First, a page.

Table 2 presents the feeding patterns of the infants feeding on mothers’ breast milk. Only 184 (62.59%) infants were receiving mother’s milk either alone or combined with other food. Most of the infants were being fed mother’s milk < 5 times/day, 2 times/ night and for < 5 minutes duration/session. Most commonly cited reason for not breastfeeding was personal preference of the mother and nonavailability/less amount despite spontaneous vaginal delivery (SVD).

Variable Frequency (n) Percentage (%) Chi Square P- value
No. of Mother Feeds Given/Day < 5 148 80.4% < .001
5 to 10 36 19.6%  
> 10 0 0.0%  
No. of Mother Feeds Given/Night 0 8 4.4% < .001
1 67 36.4%  
2 93 50.5%  
3 13 7.1%  
4 3 1.6%  
Duration/Feed of Mothers < 5 min 144 78.3% < .001
5-15 min 38 20.7%  
> 15 min 2 1.0%  
Reason of No Mother Feed Mother on drugs 0 0.0% < .001
Twin, triplets or quadruplets 5 2.7%  
Mothers' Illness (organic or psychiatric) 8 4.4%  
Hot/cold food concept 1 0.5%  
Mothers' feed not good for baby 5 2.7%  
Mother is malnourished 3 1.6%  
Due to C-Section 13 7.1%  
Personal preference 57 31.0%  
Non-availability/less amount despite SVD 34 18.5%  
No response 58 31.5%  

Less than 40% of the infants were receiving fresh food. Most of them were receiving cow’s milk, < 5 times/day and 2 times/night. Most of the infants (104/109) received diluted fresh food and the most cited reason for over-dilution was family pressures/financial constraints. Table 3 details the feeding patterns of infants feeding on fresh food.

Variable Frequency (n) Percentage (%) Chi Square P-value
Type of Fresh Feed Cows’ milk 107 98.2% < .001
any other 2 1.8%  
No. of Fresh Feeds Given/Day < 5 100 91.7% < .001
5 to 10 9 8.3%  
> 10 0 0.0%  
No. of Fresh Feeds Given/Night1 0 5 4.6% < .001
1 37 33.9%  
2 51 46.8%  
3 15 13.8%  
Fresh Feed Over-dilution Reason1 No awareness 24 22.0% < .001
Perceived intolerance to undiluted milk 8 7.3%  
Family pressures/financial constraints 67 61.2%  
No over-dilution 5 4.6%  

Many of the infants (56, 19%) were receiving formula food, < 5 times/day and 2 times/night. Nine (9/56) infants were receiving over-diluted food and the most commonly cited reason for over-dilution was no awareness and family pressures/financial constraints. Table 4 details the feeding patterns of infants feeding on formula food.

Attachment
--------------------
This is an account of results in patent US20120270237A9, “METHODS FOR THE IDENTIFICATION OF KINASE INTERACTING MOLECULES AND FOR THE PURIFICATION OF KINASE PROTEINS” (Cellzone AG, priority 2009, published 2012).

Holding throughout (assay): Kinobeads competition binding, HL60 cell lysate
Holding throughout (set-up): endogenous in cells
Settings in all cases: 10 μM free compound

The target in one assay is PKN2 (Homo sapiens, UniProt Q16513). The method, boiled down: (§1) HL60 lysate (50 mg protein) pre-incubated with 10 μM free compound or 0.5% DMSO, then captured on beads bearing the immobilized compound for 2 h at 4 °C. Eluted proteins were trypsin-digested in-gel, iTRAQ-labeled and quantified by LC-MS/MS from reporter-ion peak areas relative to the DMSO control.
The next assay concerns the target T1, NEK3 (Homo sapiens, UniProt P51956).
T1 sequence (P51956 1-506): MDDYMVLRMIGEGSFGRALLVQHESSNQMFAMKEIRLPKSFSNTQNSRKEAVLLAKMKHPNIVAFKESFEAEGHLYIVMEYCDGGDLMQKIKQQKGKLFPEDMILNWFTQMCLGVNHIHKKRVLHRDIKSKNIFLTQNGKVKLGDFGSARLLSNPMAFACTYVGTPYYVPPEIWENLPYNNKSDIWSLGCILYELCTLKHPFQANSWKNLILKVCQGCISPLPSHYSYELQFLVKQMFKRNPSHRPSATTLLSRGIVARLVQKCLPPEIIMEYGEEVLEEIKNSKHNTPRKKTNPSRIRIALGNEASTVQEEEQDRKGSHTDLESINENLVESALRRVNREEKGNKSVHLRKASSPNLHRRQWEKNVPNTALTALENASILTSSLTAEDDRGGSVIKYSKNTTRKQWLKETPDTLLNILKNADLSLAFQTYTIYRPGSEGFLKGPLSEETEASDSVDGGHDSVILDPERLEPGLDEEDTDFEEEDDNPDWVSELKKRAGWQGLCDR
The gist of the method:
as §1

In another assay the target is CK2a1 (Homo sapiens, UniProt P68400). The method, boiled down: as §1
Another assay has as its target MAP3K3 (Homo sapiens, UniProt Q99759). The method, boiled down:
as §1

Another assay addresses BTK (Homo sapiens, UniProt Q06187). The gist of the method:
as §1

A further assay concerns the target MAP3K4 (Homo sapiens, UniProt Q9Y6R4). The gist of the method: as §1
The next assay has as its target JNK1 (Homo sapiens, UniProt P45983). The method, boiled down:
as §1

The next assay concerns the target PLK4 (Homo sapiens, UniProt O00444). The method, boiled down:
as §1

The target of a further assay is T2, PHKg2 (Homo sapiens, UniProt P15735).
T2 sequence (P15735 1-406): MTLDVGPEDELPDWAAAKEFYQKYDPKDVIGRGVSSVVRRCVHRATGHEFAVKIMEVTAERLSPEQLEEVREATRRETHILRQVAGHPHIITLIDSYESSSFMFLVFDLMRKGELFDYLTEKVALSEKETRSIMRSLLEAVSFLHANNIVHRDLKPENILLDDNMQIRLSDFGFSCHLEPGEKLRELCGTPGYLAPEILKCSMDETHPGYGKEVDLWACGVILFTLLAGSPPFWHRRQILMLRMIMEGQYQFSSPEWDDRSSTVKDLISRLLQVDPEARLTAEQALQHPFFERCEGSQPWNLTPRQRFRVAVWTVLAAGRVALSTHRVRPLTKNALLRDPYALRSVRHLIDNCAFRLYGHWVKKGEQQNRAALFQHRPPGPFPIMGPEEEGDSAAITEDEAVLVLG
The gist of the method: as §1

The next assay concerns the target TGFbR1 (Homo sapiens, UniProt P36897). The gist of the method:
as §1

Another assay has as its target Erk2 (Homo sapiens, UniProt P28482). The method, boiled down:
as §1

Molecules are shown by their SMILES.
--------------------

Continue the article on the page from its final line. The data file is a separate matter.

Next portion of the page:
Variable Frequency (n) Percentage (%) Chi square P-value
No. of Formula Feeds Given/Day < 5 47 83.9% < .001
5 to 10 9 16.1%  
> 10 0 0.0%  
No. of Formula Feeds Given/Night 0 2 3.6% < .001
1 19 33.9%  
2 30 53.6%  
3 5 8.9%  
Dilution/Feed of Formula 1 spoon/ounce 41 73.2% < .001
1/2 spoon/ounce 9 16.1%  
1/3 spoon/ounce 6 10.7%  
Formula Feed Over-dilution Reason No awareness 9 16.1% < .001
Perceived intolerance to undiluted milk 0 0.0%  
Family pressures/financial constraints 5 8.9%  
No over-dilution 42 75.0%  

According to logistic regression analysis, the degree of malnutrition was negatively associated with increasing age and positively with family size. Children who were taking mother’s food were less likely to have severe malnutrition than those who were having formula food, fresh food, or more than one type of food.

Variables Odds Ratio P-value 95% C.I.for Odds Ratio
Lower Upper
Age 0.505 0 0.392 0.65
Family size 1.123 0.039 1.006 1.253
More than one feed   0.004    
Mother feed 0.197 0.002 0.07 0.558
Formula feed 0.515 0.352 0.128 2.08
Fresh feed 0.462 0.173 0.152 1.402
Constant 60.923 0    

Discussion

Malnutrition in children is a serious health hazard in a developing country like Pakistan. We searched for factors that contribute to malnutrition in children under five months of age from families with poor socioeconomic status. Our analysis showed that malnutrition was negatively associated with increasing age and positively associated with family size. We also found that children who were breastfed were less likely to have severe malnutrition.